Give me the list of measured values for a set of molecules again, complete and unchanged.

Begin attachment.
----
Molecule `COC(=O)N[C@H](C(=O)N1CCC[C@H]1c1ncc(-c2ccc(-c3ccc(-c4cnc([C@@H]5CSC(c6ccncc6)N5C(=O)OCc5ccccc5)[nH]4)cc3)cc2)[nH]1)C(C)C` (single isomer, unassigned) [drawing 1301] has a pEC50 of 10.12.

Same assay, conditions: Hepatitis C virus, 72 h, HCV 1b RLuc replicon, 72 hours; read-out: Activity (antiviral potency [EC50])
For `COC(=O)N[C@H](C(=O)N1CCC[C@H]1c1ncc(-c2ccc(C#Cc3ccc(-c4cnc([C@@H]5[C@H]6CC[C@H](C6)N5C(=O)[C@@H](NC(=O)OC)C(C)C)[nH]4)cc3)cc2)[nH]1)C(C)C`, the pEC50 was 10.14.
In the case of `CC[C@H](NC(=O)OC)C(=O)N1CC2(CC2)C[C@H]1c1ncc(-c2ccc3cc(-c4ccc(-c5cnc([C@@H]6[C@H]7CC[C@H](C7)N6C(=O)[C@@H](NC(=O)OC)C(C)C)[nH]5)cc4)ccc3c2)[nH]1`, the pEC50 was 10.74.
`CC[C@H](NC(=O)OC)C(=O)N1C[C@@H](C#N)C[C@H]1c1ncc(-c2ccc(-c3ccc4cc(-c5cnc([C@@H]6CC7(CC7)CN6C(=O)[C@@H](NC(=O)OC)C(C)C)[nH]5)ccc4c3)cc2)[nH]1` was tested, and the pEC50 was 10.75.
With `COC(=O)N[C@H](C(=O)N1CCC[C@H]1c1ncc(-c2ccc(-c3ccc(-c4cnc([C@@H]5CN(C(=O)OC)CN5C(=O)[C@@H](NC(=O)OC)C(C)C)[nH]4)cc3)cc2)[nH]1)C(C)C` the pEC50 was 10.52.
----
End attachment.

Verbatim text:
Molecule `COC(=O)N[C@H](C(=O)N1CCC[C@H]1c1ncc(-c2ccc(-c3ccc(-c4cnc([C@@H]5CSC(c6ccncc6)N5C(=O)OCc5ccccc5)[nH]4)cc3)cc2)[nH]1)C(C)C` (single isomer, unassigned) [drawing 1301] has a pEC50 of 10.12.

Same assay, conditions: Hepatitis C virus, 72 h, HCV 1b RLuc replicon, 72 hours; read-out: Activity (antiviral potency [EC50])
For `COC(=O)N[C@H](C(=O)N1CCC[C@H]1c1ncc(-c2ccc(C#Cc3ccc(-c4cnc([C@@H]5[C@H]6CC[C@H](C6)N5C(=O)[C@@H](NC(=O)OC)C(C)C)[nH]4)cc3)cc2)[nH]1)C(C)C`, the pEC50 was 10.14.
In the case of `CC[C@H](NC(=O)OC)C(=O)N1CC2(CC2)C[C@H]1c1ncc(-c2ccc3cc(-c4ccc(-c5cnc([C@@H]6[C@H]7CC[C@H](C7)N6C(=O)[C@@H](NC(=O)OC)C(C)C)[nH]5)cc4)ccc3c2)[nH]1`, the pEC50 was 10.74.
`CC[C@H](NC(=O)OC)C(=O)N1C[C@@H](C#N)C[C@H]1c1ncc(-c2ccc(-c3ccc4cc(-c5cnc([C@@H]6CC7(CC7)CN6C(=O)[C@@H](NC(=O)OC)C(C)C)[nH]5)ccc4c3)cc2)[nH]1` was tested, and the pEC50 was 10.75.
With `COC(=O)N[C@H](C(=O)N1CCC[C@H]1c1ncc(-c2ccc(-c3ccc(-c4cnc([C@@H]5CN(C(=O)OC)CN5C(=O)[C@@H](NC(=O)OC)C(C)C)[nH]4)cc3)cc2)[nH]1)C(C)C` the pEC50 was 10.52.